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CSF formation: CSF is formed in the choroid plexus of the cerebral ventricles (70%) and across the pial and ependymal surfaces (30%) at a rate of 0.4 mL/minute. The total volume of CSF is between 100 and 150 mL.
CSF is an ultrafiltrate of plasma whose final composition is modified by active (mainly Na) and passive (most importantly glucose) transport of ions and other metabolites (Table-1). Proteins and other hydrophilic molecules are poorly permeable and excluded from the CSF. The capillary endothelium in the choroid plexus is freely permeable to substances. The epithelial cells of the choroid plexus contain tight junctions and are the site of the blood-CSF barrier.
CSF formation is reduced by (a) decreased choroidal blood flow and capillary hydrostatic pressure, (b) hypothermia, (c) increased serum osmolarity, and (d) increased ICP.
CSF flows through the ventricles and out to the subarachnoid space of the brain and the spinal cord. It is reabsorbed into venous blood via the arachnoid villi. If reabsorption is impeded, CSF builds up and ICP increases.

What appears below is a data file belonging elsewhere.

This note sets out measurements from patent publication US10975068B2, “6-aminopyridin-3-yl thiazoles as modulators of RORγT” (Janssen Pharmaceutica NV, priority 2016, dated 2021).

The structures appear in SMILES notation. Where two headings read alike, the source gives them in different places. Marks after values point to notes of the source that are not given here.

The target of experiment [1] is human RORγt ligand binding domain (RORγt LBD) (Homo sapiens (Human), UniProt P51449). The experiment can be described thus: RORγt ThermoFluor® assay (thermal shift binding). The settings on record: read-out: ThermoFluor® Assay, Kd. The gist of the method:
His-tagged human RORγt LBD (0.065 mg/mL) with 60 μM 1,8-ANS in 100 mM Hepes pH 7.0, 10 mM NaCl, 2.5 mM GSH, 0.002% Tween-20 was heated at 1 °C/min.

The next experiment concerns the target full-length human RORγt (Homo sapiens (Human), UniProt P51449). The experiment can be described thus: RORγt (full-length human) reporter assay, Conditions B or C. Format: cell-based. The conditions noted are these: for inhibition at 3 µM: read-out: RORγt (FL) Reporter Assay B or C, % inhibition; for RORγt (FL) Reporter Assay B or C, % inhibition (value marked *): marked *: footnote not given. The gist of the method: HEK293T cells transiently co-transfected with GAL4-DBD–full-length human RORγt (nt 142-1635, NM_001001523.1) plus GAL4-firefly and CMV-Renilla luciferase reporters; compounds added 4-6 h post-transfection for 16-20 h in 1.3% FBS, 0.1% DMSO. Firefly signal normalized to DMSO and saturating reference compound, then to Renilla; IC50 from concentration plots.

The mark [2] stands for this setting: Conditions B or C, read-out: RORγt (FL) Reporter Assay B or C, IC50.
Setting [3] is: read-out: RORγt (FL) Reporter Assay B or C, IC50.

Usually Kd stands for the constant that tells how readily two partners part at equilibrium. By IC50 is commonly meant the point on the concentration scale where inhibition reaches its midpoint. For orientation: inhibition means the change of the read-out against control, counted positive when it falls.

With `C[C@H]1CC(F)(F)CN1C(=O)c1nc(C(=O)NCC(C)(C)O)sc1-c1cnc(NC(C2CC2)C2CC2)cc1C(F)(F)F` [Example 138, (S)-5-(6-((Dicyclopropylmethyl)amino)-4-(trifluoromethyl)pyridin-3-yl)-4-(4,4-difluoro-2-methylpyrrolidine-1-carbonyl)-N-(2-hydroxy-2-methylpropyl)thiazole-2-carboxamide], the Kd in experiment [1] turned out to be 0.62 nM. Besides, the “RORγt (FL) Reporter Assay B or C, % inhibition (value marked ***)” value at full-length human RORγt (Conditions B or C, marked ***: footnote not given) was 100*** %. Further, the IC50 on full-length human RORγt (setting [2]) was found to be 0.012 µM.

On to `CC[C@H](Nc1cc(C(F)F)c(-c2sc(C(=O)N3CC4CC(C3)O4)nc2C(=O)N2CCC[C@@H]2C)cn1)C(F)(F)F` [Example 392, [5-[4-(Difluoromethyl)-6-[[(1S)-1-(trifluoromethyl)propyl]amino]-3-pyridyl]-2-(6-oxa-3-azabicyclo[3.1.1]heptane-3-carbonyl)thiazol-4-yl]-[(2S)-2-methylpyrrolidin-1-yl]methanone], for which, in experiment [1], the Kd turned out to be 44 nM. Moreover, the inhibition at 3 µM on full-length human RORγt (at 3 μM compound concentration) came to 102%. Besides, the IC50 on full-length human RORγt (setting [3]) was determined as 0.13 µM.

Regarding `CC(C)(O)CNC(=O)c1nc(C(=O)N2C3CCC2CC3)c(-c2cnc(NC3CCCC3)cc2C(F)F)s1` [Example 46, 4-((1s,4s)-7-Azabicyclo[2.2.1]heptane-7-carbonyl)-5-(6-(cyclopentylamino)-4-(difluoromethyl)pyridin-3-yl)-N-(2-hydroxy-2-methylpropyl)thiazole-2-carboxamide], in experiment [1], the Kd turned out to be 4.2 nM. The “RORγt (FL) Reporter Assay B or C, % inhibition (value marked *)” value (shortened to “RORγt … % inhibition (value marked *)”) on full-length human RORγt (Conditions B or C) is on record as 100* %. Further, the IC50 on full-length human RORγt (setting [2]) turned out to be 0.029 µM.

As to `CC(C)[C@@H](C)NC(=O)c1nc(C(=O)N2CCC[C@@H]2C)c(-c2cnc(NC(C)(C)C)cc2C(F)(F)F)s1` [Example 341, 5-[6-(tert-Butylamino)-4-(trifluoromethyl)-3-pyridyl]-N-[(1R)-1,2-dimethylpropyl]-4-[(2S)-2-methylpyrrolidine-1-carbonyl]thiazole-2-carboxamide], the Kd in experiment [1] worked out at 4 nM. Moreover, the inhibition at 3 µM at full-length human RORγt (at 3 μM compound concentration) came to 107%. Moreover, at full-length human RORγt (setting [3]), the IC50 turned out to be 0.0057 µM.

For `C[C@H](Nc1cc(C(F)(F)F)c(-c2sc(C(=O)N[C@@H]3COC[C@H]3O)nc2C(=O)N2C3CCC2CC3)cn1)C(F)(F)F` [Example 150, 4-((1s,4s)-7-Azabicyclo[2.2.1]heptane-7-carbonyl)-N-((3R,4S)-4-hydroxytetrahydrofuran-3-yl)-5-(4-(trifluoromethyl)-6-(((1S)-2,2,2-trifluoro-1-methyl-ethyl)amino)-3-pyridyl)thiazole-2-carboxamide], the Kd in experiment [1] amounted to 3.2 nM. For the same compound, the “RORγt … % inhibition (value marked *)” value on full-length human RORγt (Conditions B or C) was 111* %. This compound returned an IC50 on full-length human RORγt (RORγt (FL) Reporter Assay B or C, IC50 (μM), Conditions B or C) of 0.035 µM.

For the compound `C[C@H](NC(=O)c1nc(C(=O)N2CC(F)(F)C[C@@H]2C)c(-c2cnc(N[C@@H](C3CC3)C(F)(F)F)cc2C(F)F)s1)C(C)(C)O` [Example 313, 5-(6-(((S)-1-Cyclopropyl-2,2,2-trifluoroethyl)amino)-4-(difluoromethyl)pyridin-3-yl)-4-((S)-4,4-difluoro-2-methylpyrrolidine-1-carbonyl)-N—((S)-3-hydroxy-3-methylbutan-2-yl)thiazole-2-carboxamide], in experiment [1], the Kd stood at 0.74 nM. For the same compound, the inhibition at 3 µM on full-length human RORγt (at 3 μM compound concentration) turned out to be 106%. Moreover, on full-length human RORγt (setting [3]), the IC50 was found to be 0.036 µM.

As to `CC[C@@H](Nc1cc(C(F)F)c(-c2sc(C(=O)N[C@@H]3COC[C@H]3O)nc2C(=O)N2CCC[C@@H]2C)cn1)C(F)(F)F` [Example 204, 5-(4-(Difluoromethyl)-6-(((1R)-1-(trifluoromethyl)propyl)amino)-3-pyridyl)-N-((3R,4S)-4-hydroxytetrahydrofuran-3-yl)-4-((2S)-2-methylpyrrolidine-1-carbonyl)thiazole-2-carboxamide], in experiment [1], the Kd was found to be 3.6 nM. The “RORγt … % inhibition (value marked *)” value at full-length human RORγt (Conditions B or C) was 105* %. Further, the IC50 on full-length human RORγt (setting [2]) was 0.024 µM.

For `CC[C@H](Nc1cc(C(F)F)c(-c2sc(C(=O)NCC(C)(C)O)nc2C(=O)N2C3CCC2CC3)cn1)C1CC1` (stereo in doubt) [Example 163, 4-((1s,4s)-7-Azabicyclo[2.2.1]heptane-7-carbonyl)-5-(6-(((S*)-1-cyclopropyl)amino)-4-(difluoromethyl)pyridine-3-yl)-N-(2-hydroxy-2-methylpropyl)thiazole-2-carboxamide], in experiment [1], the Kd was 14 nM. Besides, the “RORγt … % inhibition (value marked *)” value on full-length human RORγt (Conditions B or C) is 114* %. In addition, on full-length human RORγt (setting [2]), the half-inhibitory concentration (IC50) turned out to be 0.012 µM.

Table-1. Composition of cerebrospinal fluid and serum in humans

Component CSF Serum
Sodium (mEq/L) 141 140
Potassium (mEq/L) 2.9 4.6
Calcium (mEq/L) 2.5 5.0
Magnesium (mEq/L) 2.4 1.7
Chloride (mEq/L) 124 101
Bicarbonate (mEq/L) 21 23
Glucose (mg/100 mL) 61 92
Protein (mg/100 mL) 28 7000
pH 7.31 7.41
Osmolality (mosmol/kg H2O) 289 289

Blood-brain barrier: The BBB isolates the brain from substances in the plasma and is important for normal brain function.
The site of the BBB is the capillary endothelial cells. They are connected to each other via tight junctions that exclude the passage of substances between them. Any substance that crosses into the brain from the blood must cross the capillary epithelial cell. The tight junctions and therefore the BBB are not present in the choroid plexus and certain other small areas of the brain (e.g., restricted areas of the hypothalamus).
Water, gases, and lipophilic substances are freely permeable to the BBB. Proteins and polar (hydrophilic) substances are poorly permeable to the BBB and cross this barrier only if there is a specific transport system for them. Glucose, ions, and certain amino acids are transported across the BBB. Because glucose is passively transported to and metabolized in the CNS, its concentration in the brain is usually 60% of its plasma level. This transport is saturable, so that large changes in glucose concentrations require time to equilibrate (Table-1)

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